Myopericarditis and exertional rhabdomyolysis following an influenza A (H3N2) infection
© Tseng et al.; licensee BioMed Central Ltd. 2013
Received: 13 February 2013
Accepted: 19 June 2013
Published: 21 June 2013
Acute myopericarditis and exertional rhabdomyolysis, two uncommon but well-described diseases with potentially life-threatening effects, are generally considered as independent clinical entities. However, they may in fact be pathophysiologically related under certain circumstances. This is the first ever report of influenza myopericarditis provoked by exertional rhabdomyolysis to the best of our knowledge.
A 25-year-old immunocompetent Chinese man presented with bilateral leg pain, dizziness, and shortness of breath on admission soon after completing vigorous training comprising running drills. Exertional rhabdomyolysis was diagnosed with 44 fold high serum creatine phosphokinase. Then he developed chest pain, pericardial effusion, changes of electrocardiography and positive troponin I suggestive of myopericarditis. Influenza A (H3N2) virus infection was confirmed by polymerase chain reaction analysis of nasopharyngeal wash samples. Other possible infective and autoimmune causes were excluded. Patient recovered completely with anti-inflammatory therapy and the supportive care.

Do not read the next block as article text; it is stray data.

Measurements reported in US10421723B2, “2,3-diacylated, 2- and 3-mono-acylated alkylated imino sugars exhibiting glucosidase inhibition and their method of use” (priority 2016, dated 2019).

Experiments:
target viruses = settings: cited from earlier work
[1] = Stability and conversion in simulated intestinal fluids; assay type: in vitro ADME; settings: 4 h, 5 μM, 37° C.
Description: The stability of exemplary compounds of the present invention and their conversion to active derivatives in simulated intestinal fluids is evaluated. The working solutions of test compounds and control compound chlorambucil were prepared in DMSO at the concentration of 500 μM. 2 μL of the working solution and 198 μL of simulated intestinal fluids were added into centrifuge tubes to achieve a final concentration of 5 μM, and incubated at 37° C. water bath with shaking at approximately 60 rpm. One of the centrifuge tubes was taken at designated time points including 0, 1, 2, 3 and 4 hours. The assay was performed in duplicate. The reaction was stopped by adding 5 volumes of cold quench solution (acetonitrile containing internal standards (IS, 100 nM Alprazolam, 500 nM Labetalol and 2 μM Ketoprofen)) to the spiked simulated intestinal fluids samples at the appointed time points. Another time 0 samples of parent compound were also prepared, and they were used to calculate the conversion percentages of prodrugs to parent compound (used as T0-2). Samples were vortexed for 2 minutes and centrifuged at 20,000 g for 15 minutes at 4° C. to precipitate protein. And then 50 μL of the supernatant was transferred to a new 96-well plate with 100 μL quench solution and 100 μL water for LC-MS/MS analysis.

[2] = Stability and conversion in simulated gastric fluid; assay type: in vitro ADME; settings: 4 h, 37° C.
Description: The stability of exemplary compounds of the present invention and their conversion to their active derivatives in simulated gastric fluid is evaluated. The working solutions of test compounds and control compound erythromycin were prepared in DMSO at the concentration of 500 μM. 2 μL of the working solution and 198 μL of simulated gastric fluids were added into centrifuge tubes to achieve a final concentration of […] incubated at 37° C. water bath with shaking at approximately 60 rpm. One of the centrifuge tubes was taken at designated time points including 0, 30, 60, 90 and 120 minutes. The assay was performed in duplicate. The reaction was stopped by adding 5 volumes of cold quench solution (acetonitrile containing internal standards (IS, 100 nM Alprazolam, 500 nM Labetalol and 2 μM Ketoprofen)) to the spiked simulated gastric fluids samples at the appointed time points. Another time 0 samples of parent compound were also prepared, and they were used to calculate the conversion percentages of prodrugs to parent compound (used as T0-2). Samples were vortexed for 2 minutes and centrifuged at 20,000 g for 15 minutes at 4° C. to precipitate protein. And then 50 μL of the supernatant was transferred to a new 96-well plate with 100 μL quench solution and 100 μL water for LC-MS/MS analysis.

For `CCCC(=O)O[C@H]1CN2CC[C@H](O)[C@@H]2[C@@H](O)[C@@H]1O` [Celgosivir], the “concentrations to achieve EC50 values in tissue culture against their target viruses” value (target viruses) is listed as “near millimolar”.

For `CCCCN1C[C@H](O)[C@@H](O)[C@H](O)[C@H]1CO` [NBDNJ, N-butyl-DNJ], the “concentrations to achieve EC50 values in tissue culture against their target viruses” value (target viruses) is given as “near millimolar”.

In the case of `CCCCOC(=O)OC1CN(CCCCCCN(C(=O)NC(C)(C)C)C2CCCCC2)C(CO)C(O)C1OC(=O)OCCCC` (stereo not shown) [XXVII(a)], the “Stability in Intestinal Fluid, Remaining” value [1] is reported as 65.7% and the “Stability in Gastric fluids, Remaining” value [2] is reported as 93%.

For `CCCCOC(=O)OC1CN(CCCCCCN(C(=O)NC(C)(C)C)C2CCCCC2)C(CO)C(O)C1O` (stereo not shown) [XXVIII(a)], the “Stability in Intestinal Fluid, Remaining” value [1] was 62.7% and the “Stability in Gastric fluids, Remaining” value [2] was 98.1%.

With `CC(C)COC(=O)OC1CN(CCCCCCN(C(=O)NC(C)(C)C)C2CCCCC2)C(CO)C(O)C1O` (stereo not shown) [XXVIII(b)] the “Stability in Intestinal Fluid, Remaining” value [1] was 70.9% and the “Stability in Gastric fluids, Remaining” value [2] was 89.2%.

This case suggests that clinicians who treat patients with exertional rhabdomyolysis should be aware of the potential vulnerability to acute myopericarditis, especially in the presence of recent influenza A infection.
KeywordsMyopericarditis Exertional rhabdomyolysis Influenza A Inflammation
Acute myopericarditis and exertional rhabdomyolysis, two uncommon but well-described diseases with potentially life-threatening effects, are generally considered as independent clinical entities. However, they may in fact be pathophysiologically related under certain circumstances. Here, we report an unusual case of an immunocompetent man who presented to the emergency department after a resolving upper respiratory infection with an unusual presentation of exertional rhabdomyolysis accompanied by acute myopericarditis caused by influenza A. The relationship among these three pathologies and their clinical implications are discussed.
A previously healthy 25-year-old male conscript presented to our emergency department. He complained of bilateral leg pain, dizziness, and shortness of breath soon after completing vigorous training comprising running drills. Ten days before admission, he attended his family clinic complaining of cough and a sore throat. The rapid test for influenza A was positive and he was treated with a 5-day course of oseltamivir. Five days after completing the course, his symptoms had resolved completely and he recommenced regular military training. There was no history of trauma or illicit drug use. He also denied having fatigue, weakness, or weight loss, and the rest of his verbal review of systems was unremarkable.